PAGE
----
That confluence of circumstances should have been enough to doom their playoff hopes, and for a while, it seemed like it had. The Angels went 10-19 in August, the worst record in the AL. They dropped 9 of their final 11 to fall 7 1/2 games out of the AL West, and their postseason odds were a mere six percent as recently as two weeks ago.
But before that miserable August, the Angels were 55-47, as Trout was enjoying the best season of his magical career. Since August ended, they're 18-9. You take out that month, and they're 73-56, which would be a 91-win pace over a full season. If you're wondering what happened in August to cause that decline, it's not hard to figure out: Trout, hampered by a wrist injury suffered on July 26, put up the worst month of his career, hitting just .218/.352/.337. As you can see, Trout's ability to hit the ball hard (or not) corresponds pretty well to the Angels' ability to win games (or not), as his Statcast™ average batted ball distance shows:
As Trout has rebounded to hammer the ball again and put up a stellar September line of .316/.432/.653, the Angels have had their best month of the year. He's not the only reason that the Angels win games, because there have been smaller bright spots like Kole Calhoun and Andrew Heaney, but it's pretty clear he's the primary reason this team is even above .500.
That matters, because statistically, Trout and Donaldson are in a virtual dead heat when it comes to the AL MVP race. (The Esurance MLB Award for Best Major Leaguer -- which doesn't factor in league affiliation -- is a different story, as Bryce Harper's statline is a notch above both Trout's and Donaldson's.)
But when it comes to just Trout and Donaldson, check out their full season numbers, including Wednesday night:
Since WAR isn't intended to be precise to the decimal point, we can say that these two are having nearly identical offensive seasons, with slight edges to Trout in getting on base and slugging percentage. Though some will point out that Donaldson has 123 RBIs compared to Trout's 89, that fact loses luster when it's understood that Donaldson has also come to the plate with 407 base runners to knock in, compared to just 335 for Trout.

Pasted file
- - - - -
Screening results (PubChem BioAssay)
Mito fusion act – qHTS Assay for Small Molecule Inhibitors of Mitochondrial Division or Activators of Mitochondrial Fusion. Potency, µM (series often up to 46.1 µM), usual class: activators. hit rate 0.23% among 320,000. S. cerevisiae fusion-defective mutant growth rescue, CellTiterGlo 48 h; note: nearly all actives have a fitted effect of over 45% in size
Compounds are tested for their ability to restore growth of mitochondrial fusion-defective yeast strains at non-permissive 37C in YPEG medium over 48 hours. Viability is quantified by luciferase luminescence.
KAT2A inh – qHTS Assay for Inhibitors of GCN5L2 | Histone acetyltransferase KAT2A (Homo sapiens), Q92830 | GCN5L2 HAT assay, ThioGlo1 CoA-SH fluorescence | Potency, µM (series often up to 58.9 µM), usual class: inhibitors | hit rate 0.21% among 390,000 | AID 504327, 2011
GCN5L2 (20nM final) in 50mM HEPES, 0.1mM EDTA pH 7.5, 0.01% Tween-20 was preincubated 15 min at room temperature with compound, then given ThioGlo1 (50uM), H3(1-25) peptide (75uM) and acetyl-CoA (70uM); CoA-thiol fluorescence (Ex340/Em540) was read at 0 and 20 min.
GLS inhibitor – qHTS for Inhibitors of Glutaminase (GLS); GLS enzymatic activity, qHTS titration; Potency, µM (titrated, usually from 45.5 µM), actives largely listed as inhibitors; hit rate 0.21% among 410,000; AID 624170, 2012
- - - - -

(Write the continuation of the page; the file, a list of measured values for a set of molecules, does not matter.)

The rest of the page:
Despite that, the narrative shifted heavily to Donaldson's side when the Blue Jays surged in August and the Angels faltered, as voters have long favored competitors from winning teams. It's a controversial stance that has led to awkward situations such as in 2012, when Trout lost the MVP to Miguel Cabrera in part because the Tigers won their division and the Angels didn't, even though the Angels actually won more games than the Tigers.
If "most valuable" means "the best player from the best team," then by all means give it to Donaldson, who has been phenomenal and has more than earned any praise heaped upon him. But if it means "the best player in the league," or "the player who has done the most to keep his team competitive," it's hard to argue against what Trout has meant to the Angels. After all, an individual award should be decided based on the individuals, not because one of them is lucky enough to have David Price, Troy Tulowitzki, Jose Bautista, and Edwin Encarnacion on his side. If the Angels do make it to the playoffs, there's only one man to point to.
Mike Petriello (@mike_petriello) is an analyst for MLB.com. This story was not subject to the approval of Major League Baseball or its clubs.